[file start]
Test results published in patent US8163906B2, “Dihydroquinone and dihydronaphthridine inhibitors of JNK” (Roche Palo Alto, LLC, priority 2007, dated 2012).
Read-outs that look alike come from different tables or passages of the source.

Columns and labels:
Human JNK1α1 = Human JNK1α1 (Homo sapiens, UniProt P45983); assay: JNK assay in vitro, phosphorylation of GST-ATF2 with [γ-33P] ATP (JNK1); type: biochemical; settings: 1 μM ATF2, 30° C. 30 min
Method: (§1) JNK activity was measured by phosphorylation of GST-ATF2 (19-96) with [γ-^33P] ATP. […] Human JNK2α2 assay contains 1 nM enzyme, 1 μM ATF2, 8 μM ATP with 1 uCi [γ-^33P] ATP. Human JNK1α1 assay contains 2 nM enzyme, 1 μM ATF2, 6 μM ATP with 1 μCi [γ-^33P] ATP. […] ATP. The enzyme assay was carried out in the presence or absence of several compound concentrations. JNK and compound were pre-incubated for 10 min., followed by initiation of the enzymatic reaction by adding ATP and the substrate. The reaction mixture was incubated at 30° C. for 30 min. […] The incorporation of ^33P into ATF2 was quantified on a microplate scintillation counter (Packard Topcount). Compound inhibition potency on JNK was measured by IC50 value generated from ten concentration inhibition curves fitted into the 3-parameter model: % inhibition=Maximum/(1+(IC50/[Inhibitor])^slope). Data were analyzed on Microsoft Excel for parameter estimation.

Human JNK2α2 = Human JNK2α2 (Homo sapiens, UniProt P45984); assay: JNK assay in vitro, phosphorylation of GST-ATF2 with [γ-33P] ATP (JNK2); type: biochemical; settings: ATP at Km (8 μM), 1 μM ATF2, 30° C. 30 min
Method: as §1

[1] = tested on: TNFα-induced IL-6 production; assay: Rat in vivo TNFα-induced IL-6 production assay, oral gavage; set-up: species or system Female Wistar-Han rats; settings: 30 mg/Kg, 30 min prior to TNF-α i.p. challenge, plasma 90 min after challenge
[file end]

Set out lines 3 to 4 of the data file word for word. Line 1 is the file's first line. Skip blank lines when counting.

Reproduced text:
Columns and labels:
Human JNK1α1 = Human JNK1α1 (Homo sapiens, UniProt P45983); assay: JNK assay in vitro, phosphorylation of GST-ATF2 with [γ-33P] ATP (JNK1); type: biochemical; settings: 1 μM ATF2, 30° C. 30 min